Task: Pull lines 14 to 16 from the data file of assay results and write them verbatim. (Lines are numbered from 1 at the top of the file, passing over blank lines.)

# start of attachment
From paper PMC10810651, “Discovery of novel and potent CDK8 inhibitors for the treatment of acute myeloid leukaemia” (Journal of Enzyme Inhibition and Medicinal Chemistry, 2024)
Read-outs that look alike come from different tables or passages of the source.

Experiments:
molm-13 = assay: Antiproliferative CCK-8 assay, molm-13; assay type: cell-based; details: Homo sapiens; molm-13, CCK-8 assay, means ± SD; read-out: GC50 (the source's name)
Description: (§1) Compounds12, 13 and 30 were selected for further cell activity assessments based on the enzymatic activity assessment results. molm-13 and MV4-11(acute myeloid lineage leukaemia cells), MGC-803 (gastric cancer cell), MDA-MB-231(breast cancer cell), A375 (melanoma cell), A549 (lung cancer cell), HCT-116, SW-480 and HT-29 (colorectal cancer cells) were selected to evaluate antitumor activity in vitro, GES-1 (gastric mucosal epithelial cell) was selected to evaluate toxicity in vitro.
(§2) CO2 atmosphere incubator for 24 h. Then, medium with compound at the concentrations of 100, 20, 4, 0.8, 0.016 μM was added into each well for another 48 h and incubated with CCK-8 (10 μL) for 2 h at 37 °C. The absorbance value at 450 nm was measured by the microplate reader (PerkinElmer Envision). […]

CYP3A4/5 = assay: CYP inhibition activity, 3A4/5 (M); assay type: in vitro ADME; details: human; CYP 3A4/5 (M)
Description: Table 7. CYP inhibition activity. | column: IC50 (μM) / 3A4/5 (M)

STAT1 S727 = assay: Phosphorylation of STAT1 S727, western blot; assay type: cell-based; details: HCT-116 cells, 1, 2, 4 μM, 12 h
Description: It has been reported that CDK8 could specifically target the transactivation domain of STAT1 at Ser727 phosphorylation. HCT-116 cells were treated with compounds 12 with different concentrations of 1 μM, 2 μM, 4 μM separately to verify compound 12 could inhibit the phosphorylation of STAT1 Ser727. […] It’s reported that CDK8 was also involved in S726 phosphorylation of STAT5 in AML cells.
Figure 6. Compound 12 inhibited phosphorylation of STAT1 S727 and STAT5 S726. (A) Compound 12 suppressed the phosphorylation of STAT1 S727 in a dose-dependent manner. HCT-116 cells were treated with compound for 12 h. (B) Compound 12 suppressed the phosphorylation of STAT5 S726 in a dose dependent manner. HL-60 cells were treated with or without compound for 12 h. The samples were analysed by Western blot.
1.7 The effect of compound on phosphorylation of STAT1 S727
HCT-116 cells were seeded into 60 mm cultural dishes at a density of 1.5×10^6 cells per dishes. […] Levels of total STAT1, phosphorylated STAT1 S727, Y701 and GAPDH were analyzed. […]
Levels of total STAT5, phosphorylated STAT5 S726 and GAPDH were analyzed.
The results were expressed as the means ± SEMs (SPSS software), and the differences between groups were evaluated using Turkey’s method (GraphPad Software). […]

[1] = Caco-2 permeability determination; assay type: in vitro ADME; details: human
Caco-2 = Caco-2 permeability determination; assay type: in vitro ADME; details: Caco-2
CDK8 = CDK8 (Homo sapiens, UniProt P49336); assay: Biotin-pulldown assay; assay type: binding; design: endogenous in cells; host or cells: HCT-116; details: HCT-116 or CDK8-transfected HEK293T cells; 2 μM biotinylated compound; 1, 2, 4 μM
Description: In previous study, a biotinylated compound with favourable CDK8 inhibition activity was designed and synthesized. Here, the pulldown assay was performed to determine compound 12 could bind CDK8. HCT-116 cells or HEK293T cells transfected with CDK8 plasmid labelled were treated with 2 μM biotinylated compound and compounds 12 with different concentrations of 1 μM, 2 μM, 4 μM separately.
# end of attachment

Levels of total STAT5, phosphorylated STAT5 S726 and GAPDH were analyzed.
The results were expressed as the means ± SEMs (SPSS software), and the differences between groups were evaluated using Turkey’s method (GraphPad Software). […]

[1] = Caco-2 permeability determination; assay type: in vitro ADME; details: human